Byline: Nicole Wallace
The San Francisco Superior Court has awarded Network for Good -- an organization that collects online gifts for charities nationwide -- more than $4.7-million in damages in its lawsuit against the United Way of the Bay Area that stemmed from the 2003 collapse of PipeVine, a donation-processing organization set up by the United Way.
The United Way of the Bay Area maintains that it has done nothing wrong and is not responsible for the losses Network for Good suffered when PipeVine imploded.
Nonprofit legal experts say the decision shows the care charities need to take when setting up additional corporate entities.
The decision by the court was preliminary. Both sides have two weeks from the date the ruling was issued, October 19, to file objections, something the United Way says it plans to do. The court will then issue a final ruling after reviewing the comments.
Network for Good, a nonprofit organization in Bethesda, Md., had a contract with PipeVine to process the donations made through its site. After PipeVine folded, Network for Good used its own money to make good on $2.4-million in contributions that PipeVine had collected but not distributed to the charities for which they had been intended.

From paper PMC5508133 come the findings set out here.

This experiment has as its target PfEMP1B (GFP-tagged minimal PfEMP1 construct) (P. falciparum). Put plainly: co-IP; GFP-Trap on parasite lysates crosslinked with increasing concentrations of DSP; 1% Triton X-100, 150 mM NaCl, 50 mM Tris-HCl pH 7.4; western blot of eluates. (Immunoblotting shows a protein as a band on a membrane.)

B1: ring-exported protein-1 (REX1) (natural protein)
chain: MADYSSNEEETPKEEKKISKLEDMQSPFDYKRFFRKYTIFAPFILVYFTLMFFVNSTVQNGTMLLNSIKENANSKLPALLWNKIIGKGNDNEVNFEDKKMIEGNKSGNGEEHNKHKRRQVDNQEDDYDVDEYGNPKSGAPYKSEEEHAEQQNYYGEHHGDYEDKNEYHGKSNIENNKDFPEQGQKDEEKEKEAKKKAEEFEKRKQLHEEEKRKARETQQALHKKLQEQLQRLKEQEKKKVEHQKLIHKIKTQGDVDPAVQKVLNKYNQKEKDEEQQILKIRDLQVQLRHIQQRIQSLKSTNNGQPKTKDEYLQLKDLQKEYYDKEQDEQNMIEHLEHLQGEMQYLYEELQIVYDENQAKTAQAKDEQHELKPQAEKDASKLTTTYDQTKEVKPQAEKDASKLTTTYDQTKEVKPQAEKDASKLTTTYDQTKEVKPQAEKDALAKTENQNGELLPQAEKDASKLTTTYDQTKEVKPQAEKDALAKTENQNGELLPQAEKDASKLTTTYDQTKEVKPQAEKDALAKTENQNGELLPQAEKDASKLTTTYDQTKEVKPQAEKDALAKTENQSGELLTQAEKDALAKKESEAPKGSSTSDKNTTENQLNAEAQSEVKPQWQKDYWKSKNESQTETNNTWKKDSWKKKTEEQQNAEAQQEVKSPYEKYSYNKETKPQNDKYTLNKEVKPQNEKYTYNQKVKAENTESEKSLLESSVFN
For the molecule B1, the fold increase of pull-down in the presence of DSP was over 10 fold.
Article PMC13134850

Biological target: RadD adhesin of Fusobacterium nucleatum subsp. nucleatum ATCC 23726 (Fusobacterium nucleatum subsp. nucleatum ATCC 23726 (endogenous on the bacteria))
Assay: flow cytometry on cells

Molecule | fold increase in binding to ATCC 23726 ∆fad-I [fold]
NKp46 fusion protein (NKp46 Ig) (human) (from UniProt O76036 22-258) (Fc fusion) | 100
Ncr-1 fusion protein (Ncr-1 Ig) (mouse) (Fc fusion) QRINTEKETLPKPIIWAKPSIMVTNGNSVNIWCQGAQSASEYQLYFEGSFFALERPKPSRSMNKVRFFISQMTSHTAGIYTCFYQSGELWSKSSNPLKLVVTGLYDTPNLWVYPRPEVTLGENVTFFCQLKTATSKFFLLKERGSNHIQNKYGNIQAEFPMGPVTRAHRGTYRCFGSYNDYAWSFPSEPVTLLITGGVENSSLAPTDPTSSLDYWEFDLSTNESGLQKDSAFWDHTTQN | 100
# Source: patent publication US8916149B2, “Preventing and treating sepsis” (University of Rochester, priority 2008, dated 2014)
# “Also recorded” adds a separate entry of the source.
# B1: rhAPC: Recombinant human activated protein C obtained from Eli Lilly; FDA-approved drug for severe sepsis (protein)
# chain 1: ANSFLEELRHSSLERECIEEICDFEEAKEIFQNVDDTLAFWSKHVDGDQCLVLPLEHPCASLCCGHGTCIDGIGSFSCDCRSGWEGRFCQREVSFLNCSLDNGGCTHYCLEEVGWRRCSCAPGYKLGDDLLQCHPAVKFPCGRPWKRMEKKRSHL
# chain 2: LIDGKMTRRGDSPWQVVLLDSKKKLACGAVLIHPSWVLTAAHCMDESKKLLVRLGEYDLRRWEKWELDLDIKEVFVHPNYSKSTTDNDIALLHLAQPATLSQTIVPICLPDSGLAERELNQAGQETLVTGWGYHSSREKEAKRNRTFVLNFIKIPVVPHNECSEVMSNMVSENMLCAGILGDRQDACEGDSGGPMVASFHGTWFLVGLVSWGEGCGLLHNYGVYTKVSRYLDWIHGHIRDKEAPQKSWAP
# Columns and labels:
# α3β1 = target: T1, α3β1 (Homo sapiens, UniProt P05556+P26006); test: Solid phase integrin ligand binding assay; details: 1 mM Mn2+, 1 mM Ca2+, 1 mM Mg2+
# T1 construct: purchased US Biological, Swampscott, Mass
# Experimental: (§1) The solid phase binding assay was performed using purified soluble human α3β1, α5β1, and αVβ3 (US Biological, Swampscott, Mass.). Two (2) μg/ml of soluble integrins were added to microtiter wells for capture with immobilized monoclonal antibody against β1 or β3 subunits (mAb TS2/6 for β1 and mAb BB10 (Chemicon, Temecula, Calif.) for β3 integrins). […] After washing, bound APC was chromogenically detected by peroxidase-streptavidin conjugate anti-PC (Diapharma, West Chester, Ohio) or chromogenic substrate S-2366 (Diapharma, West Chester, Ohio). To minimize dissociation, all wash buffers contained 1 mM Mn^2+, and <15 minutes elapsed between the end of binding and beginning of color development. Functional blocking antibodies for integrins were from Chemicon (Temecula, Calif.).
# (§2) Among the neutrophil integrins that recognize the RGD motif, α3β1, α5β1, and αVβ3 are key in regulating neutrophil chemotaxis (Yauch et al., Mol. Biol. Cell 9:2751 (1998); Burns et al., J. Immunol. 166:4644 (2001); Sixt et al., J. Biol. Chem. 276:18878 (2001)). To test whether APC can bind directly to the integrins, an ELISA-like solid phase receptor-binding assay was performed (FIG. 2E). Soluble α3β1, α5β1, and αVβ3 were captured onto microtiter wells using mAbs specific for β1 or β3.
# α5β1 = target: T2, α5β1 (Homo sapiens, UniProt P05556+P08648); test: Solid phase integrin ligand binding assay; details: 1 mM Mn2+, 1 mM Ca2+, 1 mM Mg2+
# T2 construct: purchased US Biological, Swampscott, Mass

The court determined that Network for Good was entitled to damages based on nine of the 15 legal charges it brought against the United Way, including two counts of breach of contract, fraud and deceit, breach of fiduciary duty, and unjust enrichment.
"Because the evidence demonstrates UWBA's significant role in the events leading up to that collapse, it would be inequitable to allow UWBA to escape responsibility for such conduct,"...